I want it all (and now I could get it – sort of – if I was in the USA) UPDATE


Image from Iheaertradio.com
Image from Iheartradio.com

Personalised radio.

I’ve pondered it a number of times on this blog.

Back in 2009

And in 2011

The radio I want – how I want it.

According to a report in BILLBOARD from Sean Ross something similar is coming to Clear Channel’s Iheartradio service in the USA.

Last week, Clear Channel announced that iHeartRadio listeners could “add-in” local service elements—news, weather and traffic for their market, or “hundreds of others around the country” to their custom stations.

This isn’t necessarily going to kill radio. But it could be a glimpse into the future.

At the moment, Clear Channel are essentially allowing users of the service to “customise” their experience. Whilst a listener may not want to listen to their local station, they are still consuming a Clear Channel radio brand. So why not allow the local station news or traffic to be inserted to what they are listening to?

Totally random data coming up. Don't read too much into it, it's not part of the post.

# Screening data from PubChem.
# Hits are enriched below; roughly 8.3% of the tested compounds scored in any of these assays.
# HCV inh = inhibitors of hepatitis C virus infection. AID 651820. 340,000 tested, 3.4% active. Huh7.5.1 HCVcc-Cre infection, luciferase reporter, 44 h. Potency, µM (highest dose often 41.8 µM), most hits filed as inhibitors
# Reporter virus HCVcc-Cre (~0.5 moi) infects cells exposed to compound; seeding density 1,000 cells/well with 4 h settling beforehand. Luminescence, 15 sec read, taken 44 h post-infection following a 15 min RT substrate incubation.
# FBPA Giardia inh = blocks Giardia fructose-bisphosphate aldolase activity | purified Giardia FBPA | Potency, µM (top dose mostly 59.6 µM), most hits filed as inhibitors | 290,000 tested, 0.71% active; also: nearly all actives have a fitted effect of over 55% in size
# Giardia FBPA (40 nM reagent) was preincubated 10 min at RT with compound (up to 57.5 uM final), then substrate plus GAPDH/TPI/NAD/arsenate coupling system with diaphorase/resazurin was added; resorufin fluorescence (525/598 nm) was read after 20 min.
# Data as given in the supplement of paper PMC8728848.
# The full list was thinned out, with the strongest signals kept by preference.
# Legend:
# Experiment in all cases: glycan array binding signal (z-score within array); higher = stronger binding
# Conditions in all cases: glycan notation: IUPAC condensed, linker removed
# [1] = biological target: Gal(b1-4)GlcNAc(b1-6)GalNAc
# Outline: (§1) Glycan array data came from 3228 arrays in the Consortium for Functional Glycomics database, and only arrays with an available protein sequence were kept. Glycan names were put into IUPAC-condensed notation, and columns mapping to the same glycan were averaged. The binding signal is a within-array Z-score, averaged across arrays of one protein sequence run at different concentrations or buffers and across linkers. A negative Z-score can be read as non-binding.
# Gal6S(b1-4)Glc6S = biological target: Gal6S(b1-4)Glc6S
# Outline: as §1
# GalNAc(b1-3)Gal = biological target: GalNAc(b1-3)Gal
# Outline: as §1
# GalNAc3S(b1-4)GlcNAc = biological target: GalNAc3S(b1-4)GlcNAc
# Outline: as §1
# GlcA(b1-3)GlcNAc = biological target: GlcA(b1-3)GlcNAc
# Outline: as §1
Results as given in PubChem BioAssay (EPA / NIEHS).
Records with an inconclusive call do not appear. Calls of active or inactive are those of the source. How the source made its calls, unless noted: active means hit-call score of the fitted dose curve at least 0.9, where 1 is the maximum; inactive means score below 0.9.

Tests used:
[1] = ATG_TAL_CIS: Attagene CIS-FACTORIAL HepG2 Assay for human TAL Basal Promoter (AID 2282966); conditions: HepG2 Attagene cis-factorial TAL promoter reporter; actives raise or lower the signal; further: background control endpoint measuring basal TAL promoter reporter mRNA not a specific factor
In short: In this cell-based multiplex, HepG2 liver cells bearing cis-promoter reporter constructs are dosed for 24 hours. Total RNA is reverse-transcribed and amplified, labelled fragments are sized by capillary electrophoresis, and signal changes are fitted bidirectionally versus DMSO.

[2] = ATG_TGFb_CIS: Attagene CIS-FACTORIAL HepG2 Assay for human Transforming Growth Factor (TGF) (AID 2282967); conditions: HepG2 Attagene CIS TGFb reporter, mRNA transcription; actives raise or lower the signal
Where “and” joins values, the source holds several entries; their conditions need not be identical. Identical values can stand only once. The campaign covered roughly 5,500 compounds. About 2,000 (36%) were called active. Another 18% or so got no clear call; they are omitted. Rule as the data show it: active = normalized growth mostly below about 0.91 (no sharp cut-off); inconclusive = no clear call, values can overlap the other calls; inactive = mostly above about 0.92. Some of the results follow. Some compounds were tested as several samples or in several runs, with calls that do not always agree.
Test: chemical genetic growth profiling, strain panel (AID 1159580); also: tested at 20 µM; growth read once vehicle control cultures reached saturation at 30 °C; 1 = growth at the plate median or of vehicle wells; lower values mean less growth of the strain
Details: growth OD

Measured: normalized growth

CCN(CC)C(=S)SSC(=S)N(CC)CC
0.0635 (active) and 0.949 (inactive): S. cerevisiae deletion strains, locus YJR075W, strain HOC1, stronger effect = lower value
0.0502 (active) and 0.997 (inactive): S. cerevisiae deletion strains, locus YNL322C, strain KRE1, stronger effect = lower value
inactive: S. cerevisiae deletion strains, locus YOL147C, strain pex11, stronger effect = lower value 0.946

Could this work in the UK. Could I be listening to Radio2, but get a local news bulletin from Radio Solent? The simplest version is happening (as happened for many years, where RDS allows a car radio to be interrupted by a local travel report. This is however clunky, and not the same idea. In fact, this sort of thing would be far easier to do on commercial radio, since the content could be inserted where an AD break might be – much like the AD insertion/ substitution that Absolute Radio offer to registered users. For it to work on BBC stations, there would need to be some sort of junctions that could be opted out of – maybe news bulletins could be substituted for local ones if the lengths could be made to match for example.

Whilst it’s probably not a requirement for many people, in a world of personalization of online content provision, it’s certainly worth some thought.

And as Sean Ross notes:

Anything that further threatens the hegemony of AM/FM radio should be an inside job. If the antennas ever come down, it should be because broadcasters made them obsolete.

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